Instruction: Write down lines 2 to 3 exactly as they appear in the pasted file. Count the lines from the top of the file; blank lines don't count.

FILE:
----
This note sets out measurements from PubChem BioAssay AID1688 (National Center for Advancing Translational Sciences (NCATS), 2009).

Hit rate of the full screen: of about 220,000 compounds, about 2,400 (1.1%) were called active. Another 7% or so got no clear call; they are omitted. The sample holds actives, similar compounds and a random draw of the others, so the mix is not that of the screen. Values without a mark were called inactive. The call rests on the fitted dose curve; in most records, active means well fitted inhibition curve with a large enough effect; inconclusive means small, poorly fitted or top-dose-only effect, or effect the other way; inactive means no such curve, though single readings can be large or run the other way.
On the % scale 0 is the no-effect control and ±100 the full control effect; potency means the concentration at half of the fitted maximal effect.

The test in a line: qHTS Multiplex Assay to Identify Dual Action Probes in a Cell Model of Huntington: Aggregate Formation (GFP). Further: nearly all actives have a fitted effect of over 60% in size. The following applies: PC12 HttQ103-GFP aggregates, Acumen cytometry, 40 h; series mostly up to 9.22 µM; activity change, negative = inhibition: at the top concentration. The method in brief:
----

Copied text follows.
Hit rate of the full screen: of about 220,000 compounds, about 2,400 (1.1%) were called active. Another 7% or so got no clear call; they are omitted. The sample holds actives, similar compounds and a random draw of the others, so the mix is not that of the screen. Values without a mark were called inactive. The call rests on the fitted dose curve; in most records, active means well fitted inhibition curve with a large enough effect; inconclusive means small, poorly fitted or top-dose-only effect, or effect the other way; inactive means no such curve, though single readings can be large or run the other way.
On the % scale 0 is the no-effect control and ±100 the full control effect; potency means the concentration at half of the fitted maximal effect.